How The Metropolitan Museum of Art has collected Korean art over the last century is the subject of an exhibition organized in conjunction with the 100th anniversary of its Department of Asian Art. Showcasing more than 70 masterworks in a variety of media—ceramics, painting, sculpture, metalwork, and lacquerware, all drawn from the Museum’s holdings—Korea: 100 Years of Collecting at the Met highlights the individuals and trends that shaped the Metropolitan’s distinctive collection, sometimes deliberately, and sometimes accidentally.
The exhibition is made possible by Samsung.
When the Department of Asian Art (then called “Department of Far Eastern Art”) was established in 1915, the Museum possessed only 65 Korean works, some of which were mistakenly catalogued as Chinese or Japanese. Dubbed the “hermit kingdom,” Korea was then little known to the Western world.
“Today, Korea’s traditional arts as well as pop music, film, and drama are celebrated markers of global culture. Our collection of Korean art, too, has been significantly transformed and continues to evolve,” said Soyoung Lee, Associate Curator for Korean art in the department. “This presentation reveals the modern Western imagination of Korea, and the many ways Korean art came to be viewed and appreciated in America,” she continued.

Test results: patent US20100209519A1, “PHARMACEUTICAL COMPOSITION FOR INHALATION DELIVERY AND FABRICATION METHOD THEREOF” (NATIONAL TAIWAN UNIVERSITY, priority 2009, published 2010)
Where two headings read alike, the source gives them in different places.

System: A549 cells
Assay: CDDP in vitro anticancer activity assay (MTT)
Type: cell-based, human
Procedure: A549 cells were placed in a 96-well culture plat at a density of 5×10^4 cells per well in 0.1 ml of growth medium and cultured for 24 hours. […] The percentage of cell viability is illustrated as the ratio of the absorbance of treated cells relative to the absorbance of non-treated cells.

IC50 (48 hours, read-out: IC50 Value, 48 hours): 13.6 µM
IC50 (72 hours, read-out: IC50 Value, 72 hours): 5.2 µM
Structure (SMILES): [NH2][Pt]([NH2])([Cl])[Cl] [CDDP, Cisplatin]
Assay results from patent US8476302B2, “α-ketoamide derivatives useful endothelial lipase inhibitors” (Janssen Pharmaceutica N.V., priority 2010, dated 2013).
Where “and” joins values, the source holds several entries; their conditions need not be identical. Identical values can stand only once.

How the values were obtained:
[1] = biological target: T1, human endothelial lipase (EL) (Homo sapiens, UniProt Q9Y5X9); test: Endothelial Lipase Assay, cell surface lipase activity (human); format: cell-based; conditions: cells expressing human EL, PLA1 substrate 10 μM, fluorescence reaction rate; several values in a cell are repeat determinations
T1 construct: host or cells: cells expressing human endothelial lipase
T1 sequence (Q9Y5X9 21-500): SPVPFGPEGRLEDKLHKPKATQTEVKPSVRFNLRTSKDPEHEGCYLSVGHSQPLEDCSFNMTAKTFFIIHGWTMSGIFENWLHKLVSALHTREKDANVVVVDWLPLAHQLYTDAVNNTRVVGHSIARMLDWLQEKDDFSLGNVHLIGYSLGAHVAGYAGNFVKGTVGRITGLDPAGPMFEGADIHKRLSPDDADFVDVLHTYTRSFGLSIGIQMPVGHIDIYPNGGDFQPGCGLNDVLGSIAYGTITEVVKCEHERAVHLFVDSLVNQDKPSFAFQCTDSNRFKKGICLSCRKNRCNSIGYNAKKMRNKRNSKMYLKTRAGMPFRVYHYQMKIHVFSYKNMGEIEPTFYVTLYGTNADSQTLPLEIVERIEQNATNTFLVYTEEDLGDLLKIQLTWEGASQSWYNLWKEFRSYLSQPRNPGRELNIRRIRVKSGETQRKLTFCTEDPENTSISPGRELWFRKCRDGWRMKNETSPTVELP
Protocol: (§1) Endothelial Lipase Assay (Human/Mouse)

Ranging in date from the fifth century to the present, works on view in the exhibition exemplify both the distinctness and diversity of Korean art. Major gifts to the Museum from the renowned collections of Mary Griggs Burke and of Herbert and Florence Irving have recently been added to the display in the Korean gallery. Particularly noteworthy are two rare and exquisite paintings—a royal-commissioned Shakyamuni triad dating to 1565 and an early 17th-century Bamboo in the wind by Yi Jeong (1554-1626), the premier artist of ink bamboo and a great-great-grandson of King Sejong (r.1418-50); a striking gilt-wood statue of a seated Buddhist deity; and exquisite examples of Joseon-period (1392-1910) lacquer, especially Clothing box with decoration of dragons, masterfully inlaid with mother-of-pearl, ray skin, and tortoise shell.
Other highlights of the Museum’s collection on view include two rare 14th-century Buddhist paintings, a sublime mid-seventh century gilt-bronze statue of a pensive bodhisattva, an exceptional 12th-century lacquer box inlaid with mother-of-pearl and tortoise shell, and the finest examples of Goreyo-period celadon.
The Arts of Korea Gallery has been refurbished as part of this installation, and all labels have been redone to include basic information in both Korean and Chinese characters for the benefit of the Museum’s growing number of Asian visitors.
The exhibition is organized by Soyoung Lee.